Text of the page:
Book Cover Book Cover Book Cover Book Cover Book Cover Book Cover Book Cover Book Cover

Bill Burnett And Dave Evans – Designing Your Life

Book Cover

Getting the most out of it.

Publisher: Chatto & Windus (Random House)
Pages: 254
Type: Non-Fiction
Age: Adult
ISBN: 978-1-784-74024-5
First Published: 15th September 2016
Date Reviewed: 2nd October 2016
Rating: 4/5

Bill Burnett and Dave Evans created a course for students at Stanford University to help them ready their futures. Drawing from the methods designers use to create and prototype, the authors constructed a course with a difference, one that went against the grain to be of particular lifelong value. After much success, they’ve decided to turn the course into a book in order to help a greater number of people.

Designing Your Life is the kind of book that sports lots of common sense of the sort we tend to forget. It sports a lot of things that lead to ‘ah ha!’ moments. And it’s the literary version of those times when someone says ‘now bear with me…’ and you think ‘oh god, here it goes’ and then after a while of talking that you still think suspect, ends with a lot of very good ideas and value.

To be sure it reads as very American but the suggestions and topics in focus should, this reviewer believes (as a Brit), be relevant to most people. Burnett and Evans – who address themselves in the third person, which makes you wonder who was writing when and becomes something to really appreciate because of the complete collaborative atmosphere it projects – write in simple, easy to understand terms, giving full credit to other ideas which they detail for you in case you haven’t come across them previously. The authors seem to favour the idea of ‘done rather than perfect’ – the writing is plain but it does the job and the book’s complete lack of any filler content (student stories are detailed in order to provide context and examples) just goes to further the overall feeling that the authors know what they are doing. This is to say the book has been designed as much as the lives have been designed.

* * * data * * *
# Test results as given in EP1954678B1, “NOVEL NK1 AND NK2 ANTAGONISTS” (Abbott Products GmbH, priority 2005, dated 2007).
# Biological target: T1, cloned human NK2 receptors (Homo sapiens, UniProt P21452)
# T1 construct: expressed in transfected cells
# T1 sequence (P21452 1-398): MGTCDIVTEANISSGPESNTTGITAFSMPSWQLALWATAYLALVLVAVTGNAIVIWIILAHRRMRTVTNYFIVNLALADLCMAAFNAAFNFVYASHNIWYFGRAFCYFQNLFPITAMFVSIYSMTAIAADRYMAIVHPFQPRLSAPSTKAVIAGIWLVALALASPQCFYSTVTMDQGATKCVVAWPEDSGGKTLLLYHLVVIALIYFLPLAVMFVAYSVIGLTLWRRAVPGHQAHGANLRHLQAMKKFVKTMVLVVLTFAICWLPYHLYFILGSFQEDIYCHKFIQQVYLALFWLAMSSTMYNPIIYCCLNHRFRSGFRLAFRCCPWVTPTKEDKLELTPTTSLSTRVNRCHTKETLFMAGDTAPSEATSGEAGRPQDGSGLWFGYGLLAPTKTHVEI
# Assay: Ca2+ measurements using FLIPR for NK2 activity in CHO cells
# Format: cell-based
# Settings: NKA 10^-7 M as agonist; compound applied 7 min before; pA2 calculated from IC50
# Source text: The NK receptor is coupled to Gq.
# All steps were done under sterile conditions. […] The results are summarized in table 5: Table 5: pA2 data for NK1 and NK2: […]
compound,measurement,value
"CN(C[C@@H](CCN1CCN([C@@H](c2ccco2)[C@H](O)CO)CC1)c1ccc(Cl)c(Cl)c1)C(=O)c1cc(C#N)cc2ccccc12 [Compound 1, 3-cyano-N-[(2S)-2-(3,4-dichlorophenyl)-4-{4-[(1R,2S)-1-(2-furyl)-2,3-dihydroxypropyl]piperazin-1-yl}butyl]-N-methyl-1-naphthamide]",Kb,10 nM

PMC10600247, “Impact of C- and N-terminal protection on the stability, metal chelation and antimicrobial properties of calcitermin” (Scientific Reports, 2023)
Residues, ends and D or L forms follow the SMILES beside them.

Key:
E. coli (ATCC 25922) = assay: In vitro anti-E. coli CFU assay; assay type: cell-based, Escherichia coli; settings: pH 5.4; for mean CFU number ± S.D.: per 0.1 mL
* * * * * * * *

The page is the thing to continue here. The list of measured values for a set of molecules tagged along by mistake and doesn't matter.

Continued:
It turns out that the part of the brain that is working to help us make our best choices is in the basal ganglia. It’s part of the ancient base brain, and as such does not have connections to our verbal centers, so it does not communicate in words. It communicates in feelings and via connections to the intestines – those good old gut feelings. The memories that inform this choice-guiding function in our brains Goleman refers to as the “wisdom of the emotions”; by this he means the collected experiences of what has and hasn’t worked for us in life, and what we draw upon in evaluating a decision. Our own wisdom is then made available to us emotionally (as feelings) and intestinally (as a bodily, gut response). Therefore, in order to make a good decision, we need access to our feelings and gut reactions to the alternatives.